The holiday-shopping season is full upon us, and those who celebrate Christmas are in a flurry of activity. Carols are on the air, surrounding us in a cacophony of fa-la-la-la-la and White Christmas, angels and light. That’s all well and good, but it’s mostly in English—and none of it in an indigenous language. While Canada does have its own Christmas carol, written in the 1640s in the Huron language of Wendat, there is not much else.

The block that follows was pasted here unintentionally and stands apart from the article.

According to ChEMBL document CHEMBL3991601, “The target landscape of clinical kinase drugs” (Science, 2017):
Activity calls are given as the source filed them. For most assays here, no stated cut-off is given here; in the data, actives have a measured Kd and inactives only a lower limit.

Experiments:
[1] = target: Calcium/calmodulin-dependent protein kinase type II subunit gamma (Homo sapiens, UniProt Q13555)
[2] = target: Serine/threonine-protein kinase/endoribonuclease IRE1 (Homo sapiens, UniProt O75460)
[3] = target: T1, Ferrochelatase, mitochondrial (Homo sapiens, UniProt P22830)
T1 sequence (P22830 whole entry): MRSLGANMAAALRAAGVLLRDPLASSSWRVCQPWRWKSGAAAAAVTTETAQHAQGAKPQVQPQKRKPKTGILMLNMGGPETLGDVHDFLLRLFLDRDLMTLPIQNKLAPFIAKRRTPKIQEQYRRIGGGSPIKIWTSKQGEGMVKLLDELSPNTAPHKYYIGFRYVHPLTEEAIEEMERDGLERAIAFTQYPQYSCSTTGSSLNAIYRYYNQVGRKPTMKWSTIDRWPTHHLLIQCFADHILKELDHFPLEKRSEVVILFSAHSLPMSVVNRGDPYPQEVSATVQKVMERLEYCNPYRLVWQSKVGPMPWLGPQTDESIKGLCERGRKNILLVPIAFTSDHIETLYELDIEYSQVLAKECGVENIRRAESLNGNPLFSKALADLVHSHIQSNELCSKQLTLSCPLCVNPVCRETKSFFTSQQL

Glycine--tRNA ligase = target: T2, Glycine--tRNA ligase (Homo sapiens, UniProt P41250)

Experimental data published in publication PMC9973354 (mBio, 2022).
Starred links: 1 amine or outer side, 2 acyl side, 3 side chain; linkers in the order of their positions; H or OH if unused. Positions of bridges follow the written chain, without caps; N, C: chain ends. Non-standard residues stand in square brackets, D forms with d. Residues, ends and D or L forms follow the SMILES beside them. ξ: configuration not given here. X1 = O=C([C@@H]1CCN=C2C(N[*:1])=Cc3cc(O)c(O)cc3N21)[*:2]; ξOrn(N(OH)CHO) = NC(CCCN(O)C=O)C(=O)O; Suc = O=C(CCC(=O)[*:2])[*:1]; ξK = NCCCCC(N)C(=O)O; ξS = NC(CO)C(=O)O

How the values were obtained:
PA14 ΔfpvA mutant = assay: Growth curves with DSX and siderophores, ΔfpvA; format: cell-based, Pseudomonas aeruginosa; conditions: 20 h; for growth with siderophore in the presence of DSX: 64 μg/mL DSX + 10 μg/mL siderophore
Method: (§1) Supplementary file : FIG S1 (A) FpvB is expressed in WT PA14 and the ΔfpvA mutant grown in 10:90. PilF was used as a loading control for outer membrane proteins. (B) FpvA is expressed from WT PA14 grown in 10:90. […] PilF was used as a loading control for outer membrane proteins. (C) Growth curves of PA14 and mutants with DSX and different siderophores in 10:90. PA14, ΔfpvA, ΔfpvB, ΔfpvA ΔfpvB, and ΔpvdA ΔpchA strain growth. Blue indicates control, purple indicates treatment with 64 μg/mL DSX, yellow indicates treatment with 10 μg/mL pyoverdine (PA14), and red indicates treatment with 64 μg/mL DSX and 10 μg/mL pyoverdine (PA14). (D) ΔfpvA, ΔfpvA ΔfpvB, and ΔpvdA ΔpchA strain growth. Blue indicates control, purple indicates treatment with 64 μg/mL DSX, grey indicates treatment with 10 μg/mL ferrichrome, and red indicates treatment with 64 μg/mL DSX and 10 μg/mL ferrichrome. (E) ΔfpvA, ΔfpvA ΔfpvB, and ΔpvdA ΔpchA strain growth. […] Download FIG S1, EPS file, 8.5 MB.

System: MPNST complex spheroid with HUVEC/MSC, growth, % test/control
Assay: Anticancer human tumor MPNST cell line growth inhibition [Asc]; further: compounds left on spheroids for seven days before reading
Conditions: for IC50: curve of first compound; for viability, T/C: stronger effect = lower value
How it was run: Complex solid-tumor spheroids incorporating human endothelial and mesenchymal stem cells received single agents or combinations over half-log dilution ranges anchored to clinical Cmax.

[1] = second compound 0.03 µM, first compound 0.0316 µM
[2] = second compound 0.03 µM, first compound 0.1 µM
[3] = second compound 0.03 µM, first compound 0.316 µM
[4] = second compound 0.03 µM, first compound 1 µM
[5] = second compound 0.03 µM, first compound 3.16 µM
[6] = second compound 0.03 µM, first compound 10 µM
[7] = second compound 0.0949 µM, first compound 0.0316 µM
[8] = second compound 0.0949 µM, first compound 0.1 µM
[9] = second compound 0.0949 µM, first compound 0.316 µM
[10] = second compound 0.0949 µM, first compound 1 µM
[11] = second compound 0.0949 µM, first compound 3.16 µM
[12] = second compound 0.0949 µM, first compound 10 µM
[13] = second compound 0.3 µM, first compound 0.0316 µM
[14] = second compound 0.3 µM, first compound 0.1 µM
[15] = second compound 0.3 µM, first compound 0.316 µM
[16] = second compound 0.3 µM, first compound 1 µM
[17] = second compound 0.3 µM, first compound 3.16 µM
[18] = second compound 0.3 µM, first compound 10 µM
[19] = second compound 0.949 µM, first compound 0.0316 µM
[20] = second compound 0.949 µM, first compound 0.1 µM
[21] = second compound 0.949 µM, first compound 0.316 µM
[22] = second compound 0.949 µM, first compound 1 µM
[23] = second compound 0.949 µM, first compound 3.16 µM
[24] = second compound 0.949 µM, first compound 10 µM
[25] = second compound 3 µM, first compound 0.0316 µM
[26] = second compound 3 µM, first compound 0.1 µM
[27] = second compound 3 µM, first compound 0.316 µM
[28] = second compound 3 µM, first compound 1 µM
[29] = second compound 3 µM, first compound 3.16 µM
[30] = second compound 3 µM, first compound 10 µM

Today we spice up the musical offerings with lyrics that may be familiar—that is, if you speak Woodland Cree, Ojibwe, Navajo, Cherokee or Arapaho. These tried-and-true melodies have been translated into various Native languages. Some of them even have lyrics so you can sing along.
Jingle Bells in Woodland Cree, sung by Laura Burnouf
Hark the Herald Angels Sing, sung in Ojibwe by the Pine Family
Little Drummer Boy in Navajo, sung by the The Fruitland Gospel Trio, featuring Pastor Daniel Smiley
Amazing Grace, sung in Cherokee
Lastly, hauntingly beautiful Silent Night, sung in Arapaho by Grammy winner Jana Mashonee